Two arrested in Marbella over kidnapping of a Dutch businessman who is still missing

Image of a Policia Nacional vehicle. Credit: P P Photos/Shutterstock.com.

The National Police arrested two individuals in connection with the kidnapping of a Dutch businessman in the Malaga city of Marbella who is still missing.

 

Two individuals were arrested this week in the Malaga city of Marbella for their alleged involvement in the kidnapping of Jamal, a Dutch businessman who is a citizen of Moroccan origin, who is still missing.

These arrests, reported by the El Confidencial news outlet come almost two and a half years after the event, during which time the victim’s family has received no news of his whereabouts.

A reward of €100,000 was offered by his entourage at the end of January to anyone who could provide the necessary information to locate Jamal or to help them find out what had become of him. This operation is still open.

The incident occurred at around 10pm on August 22, 2020, when Jamal and his wife, parents of five children, were spending a few days in Marbella. They were returning from dinner when two vehicles cut them off near the intersection of Avenida del Prado and Calle Paris. Several armed men disguised as policemen dragged them out of the vehicle and took him away in front of his wife.

Since then, there has been no ransom demand or message that could shed light on the motivation for the kidnapping. Investigators are more in favour of the former and a fatal outcome.

A report on the case indicated that the Dutch police linked Jamal to drug trafficking in that country, a claim that his entourage rejected. They argued the absence of a criminal record and the family head’s career as a construction businessman and in the marketing of luxury watches in Dubai.

After the kidnapping, the National Police’s main avenue of investigation was based on wiretaps made during drug trafficking operations, a transcript of which had already been made available to laopiniondemalaga.es.

The audios – which became relevant after the disappearance – were recorded on August 9 of that year (thirteen days before the kidnapping) in a car occupied by several men who were talking and looking for a “Moroccan from Holland” whom they did not name, but whose description coincided with Jamal’s.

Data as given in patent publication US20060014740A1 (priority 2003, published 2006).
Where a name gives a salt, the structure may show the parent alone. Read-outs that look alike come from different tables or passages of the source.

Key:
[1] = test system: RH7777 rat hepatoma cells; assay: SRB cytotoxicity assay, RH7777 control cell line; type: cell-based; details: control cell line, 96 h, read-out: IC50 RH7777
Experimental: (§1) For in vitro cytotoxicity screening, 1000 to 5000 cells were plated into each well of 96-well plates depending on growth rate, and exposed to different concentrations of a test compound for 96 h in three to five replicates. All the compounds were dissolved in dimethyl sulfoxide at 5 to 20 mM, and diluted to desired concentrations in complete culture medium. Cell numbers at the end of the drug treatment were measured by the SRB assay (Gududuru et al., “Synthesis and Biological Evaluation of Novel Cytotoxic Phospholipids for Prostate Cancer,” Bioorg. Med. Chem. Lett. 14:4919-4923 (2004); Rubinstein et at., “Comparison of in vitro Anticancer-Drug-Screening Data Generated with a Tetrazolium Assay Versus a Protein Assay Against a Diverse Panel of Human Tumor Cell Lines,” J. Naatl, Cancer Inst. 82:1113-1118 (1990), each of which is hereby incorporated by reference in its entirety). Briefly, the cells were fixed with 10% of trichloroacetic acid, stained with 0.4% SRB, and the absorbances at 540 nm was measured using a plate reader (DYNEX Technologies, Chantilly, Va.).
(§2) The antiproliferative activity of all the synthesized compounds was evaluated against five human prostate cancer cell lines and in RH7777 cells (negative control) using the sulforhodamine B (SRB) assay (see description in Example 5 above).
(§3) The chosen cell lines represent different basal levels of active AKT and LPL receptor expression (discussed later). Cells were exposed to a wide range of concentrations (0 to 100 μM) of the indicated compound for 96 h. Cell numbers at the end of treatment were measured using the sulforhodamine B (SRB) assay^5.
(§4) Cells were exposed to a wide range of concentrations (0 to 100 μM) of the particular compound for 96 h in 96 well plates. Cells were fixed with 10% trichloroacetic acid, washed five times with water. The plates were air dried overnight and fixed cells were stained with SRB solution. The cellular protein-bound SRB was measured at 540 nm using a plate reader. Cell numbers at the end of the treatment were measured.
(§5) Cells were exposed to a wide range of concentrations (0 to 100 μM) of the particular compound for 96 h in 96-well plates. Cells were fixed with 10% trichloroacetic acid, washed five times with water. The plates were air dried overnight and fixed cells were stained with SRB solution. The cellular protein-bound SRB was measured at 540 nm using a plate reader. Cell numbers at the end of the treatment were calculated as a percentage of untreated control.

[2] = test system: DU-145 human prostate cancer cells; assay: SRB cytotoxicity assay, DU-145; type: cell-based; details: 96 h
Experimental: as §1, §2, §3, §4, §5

These conversations revealed that they were trying to locate a guy who had the same watch, a white Richard Mille, and the same luxury car models as the missing man. They even talked about the Mercedes G Mansory that the victim was driving when he was abducted, noting that its yellow upholstery was “very recognisable”.

A search for Jamal drew a dead, but the wiretaps captured the day after the kidnapping in the same vehicle occupied by the man who led the Puerto Banus operation kept the police investigation alive. The car was in a street in Nueva Andalucia carrying out counter-surveillance work when, at around 4pm, another man got into the car to inform the driver about Jamal’s kidnapping.

He named him and added that the perpetrators could be a group of Frenchmen who used two white cars to abduct him. He asked the driver for help in locating his friend and the driver replied that he himself was living with French people whom he described as “murderers” whom “everyone fears” and who have killed at least ten people.

The driver made an effort to pretend that he did not know who Jamal was, despite the fact that his interlocutor described the cars he owned, the exact same ones he had been looking for days before.

After promising to ask the French about the matter, the two said goodbye. Days later, the National Police executed the search warrant for the group’s home with the aim of clarifying the kidnapping and murder of the previous day, but the officers found nothing of interest for these investigations.

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Written by

Chris King

Originally from Wales, Chris spent years on the Costa del Sol before moving to the Algarve where he is a web reporter for The Euro Weekly News covering international and Spanish national news. Got a news story you want to share? Then get in touch at editorial@euroweeklynews.com

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